FR: How did you come up with the concept of the book? Because this book is not about great fashion worn by artists, but how fashion was infused into these artists’ lives.

Terry Newman: If you take an artist like Frida Kahlo who was the prism of what I wanted to present in the book. The clothes that people wear is very much a part of their identity. A way into understanding an artist’s work would be not only their biography, but also the clothes they wore. The two are intertwined.

I find it fascinating what people are wearing, not in a judgmental way, but clothes say something about who you are, your likes and dislikes, and it really speaks to your moods. The element of personal style really speaks to me. Fashion is finally broadening and becoming more inclusive. Knowing and resonating in an artist’s work goes hand in hand with what they choose to wear and how they choose to present themselves to the world.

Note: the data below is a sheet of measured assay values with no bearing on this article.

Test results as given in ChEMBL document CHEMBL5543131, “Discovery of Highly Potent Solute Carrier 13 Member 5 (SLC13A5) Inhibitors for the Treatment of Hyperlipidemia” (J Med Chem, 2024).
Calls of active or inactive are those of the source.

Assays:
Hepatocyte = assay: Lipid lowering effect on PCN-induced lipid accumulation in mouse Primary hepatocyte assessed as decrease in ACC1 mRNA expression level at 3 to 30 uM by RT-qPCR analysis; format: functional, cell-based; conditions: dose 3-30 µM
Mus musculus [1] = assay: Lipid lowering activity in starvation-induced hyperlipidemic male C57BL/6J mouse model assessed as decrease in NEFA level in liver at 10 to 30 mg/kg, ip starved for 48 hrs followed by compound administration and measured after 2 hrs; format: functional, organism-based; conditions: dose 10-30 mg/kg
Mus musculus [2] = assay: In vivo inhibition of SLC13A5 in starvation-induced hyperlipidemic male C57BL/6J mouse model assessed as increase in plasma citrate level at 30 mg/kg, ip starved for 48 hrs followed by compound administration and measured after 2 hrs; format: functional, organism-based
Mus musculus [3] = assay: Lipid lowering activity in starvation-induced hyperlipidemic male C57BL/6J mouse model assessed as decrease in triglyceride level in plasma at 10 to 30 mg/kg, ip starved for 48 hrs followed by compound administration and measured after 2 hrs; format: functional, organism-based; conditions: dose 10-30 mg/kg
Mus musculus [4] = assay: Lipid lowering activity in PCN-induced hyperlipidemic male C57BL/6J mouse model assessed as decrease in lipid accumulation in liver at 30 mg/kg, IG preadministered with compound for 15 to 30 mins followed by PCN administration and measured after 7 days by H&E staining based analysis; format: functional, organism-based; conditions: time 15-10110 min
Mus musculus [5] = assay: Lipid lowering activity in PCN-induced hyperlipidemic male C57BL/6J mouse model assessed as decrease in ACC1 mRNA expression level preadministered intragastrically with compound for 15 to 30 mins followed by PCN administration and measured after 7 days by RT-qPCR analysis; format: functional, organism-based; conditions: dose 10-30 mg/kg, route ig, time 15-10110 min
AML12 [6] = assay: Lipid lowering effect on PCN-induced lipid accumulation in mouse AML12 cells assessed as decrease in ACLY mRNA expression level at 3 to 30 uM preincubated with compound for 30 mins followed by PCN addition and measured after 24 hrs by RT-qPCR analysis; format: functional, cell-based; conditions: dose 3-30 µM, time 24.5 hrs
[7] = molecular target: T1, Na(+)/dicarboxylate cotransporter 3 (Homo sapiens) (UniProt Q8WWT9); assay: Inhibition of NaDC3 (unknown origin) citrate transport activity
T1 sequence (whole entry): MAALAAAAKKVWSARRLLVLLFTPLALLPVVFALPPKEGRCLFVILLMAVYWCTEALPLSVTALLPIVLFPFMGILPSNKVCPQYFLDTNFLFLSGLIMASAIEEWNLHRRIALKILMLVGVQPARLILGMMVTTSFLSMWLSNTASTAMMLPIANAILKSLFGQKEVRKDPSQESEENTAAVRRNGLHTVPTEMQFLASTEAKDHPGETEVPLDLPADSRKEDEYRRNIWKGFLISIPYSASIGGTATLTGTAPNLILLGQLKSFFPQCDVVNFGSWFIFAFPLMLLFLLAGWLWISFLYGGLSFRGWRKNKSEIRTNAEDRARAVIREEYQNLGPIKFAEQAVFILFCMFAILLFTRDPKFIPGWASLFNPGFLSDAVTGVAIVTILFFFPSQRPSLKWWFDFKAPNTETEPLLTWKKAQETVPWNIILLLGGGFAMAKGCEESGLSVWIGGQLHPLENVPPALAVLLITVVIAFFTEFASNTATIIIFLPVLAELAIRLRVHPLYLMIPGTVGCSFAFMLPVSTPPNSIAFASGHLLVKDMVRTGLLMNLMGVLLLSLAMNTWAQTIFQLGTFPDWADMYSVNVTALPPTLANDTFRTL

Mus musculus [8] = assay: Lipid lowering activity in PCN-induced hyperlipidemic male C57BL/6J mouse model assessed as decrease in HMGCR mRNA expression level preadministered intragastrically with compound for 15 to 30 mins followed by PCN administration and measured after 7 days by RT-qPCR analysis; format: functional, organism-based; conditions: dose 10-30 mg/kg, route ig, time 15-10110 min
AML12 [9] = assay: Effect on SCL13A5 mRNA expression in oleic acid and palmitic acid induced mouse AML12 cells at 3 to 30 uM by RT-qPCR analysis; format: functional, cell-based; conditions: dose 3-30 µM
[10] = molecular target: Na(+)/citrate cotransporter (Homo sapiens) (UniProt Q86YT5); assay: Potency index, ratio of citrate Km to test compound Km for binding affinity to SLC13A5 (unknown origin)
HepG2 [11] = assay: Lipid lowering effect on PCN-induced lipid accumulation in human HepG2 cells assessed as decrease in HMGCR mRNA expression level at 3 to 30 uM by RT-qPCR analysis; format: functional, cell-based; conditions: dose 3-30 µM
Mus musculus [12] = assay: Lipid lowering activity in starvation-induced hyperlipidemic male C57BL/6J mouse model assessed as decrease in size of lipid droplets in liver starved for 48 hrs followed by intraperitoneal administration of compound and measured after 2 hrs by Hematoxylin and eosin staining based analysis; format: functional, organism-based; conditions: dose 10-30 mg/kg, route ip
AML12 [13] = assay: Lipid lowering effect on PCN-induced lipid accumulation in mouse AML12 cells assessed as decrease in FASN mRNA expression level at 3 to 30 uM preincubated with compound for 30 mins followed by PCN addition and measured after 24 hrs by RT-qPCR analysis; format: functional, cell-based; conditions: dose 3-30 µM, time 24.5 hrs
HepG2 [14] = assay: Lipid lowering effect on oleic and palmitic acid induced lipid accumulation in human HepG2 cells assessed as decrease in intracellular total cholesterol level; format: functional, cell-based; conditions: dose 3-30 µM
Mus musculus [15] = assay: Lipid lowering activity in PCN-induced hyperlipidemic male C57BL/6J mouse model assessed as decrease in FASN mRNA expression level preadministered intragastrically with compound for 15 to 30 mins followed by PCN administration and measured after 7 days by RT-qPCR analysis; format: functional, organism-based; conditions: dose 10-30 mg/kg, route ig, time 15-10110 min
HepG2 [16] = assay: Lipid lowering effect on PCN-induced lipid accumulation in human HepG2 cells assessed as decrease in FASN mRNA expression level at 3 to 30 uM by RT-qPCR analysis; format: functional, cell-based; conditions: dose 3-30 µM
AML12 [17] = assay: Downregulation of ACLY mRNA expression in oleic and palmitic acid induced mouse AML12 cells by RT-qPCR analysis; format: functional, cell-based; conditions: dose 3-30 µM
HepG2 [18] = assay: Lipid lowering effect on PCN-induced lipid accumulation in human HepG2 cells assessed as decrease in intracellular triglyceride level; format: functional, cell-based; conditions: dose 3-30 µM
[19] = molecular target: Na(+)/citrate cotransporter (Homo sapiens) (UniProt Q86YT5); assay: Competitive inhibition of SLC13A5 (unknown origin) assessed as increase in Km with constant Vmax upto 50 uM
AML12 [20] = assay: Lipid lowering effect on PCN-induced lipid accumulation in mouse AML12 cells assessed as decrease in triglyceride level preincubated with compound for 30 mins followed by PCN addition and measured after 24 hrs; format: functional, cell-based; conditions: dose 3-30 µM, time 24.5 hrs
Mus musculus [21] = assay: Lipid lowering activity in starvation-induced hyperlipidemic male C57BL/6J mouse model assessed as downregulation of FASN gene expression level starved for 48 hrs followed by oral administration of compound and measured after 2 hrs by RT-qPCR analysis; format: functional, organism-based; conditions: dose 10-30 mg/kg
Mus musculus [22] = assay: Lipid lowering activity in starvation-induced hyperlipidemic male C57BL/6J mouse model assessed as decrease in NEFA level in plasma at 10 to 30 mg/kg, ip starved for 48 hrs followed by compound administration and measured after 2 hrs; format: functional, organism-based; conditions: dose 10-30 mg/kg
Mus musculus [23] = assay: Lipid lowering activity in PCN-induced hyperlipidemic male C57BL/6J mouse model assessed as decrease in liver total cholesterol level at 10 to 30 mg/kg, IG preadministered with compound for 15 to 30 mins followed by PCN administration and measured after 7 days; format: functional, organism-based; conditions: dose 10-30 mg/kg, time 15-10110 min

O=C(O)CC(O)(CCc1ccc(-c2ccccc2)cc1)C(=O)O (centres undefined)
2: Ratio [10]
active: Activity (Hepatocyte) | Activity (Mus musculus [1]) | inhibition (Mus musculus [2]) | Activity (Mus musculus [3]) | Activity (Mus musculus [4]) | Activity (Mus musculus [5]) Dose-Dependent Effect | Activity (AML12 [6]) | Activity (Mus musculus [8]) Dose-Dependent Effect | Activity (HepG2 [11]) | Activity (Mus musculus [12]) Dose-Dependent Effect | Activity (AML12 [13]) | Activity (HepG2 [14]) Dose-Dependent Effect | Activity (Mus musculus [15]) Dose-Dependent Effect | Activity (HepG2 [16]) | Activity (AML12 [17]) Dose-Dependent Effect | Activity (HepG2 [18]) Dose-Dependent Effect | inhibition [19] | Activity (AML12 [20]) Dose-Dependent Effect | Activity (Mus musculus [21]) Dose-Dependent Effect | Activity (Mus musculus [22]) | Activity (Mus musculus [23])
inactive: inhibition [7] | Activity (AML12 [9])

FR: Fashion designers now have art exhibitions. That wouldn’t have happened 50 years ago. That said; could you comment on this current era of fashion as art?

Terry Newman: Global, blockbuster fashion exhibitions in iconic museums is really elevating fashion in the art world.  Fashion is now open to academic and critical analysis. Fashion in museums as exhibitions is not very new. What is different this time around is how these museums are attempting to engage the public around these fashion exhibitions. 

Alexander McQueen’s exhibition is the biggest fashion exhibition that we had here in London and that exhibition also traveled globally. Only when fashion industry professionals start elevating fashion to that kind of critical analysis will fashion be platformed more as an artform.

The art world today, more than in any other time, bases success on sales. When you see the commodification of art, as it is happening now, these mass exhibits are all about sales, and that does change the genre. So, there is a movement that says if art can be commodified to increase sales, why can’t fashion as art be commodified the same way?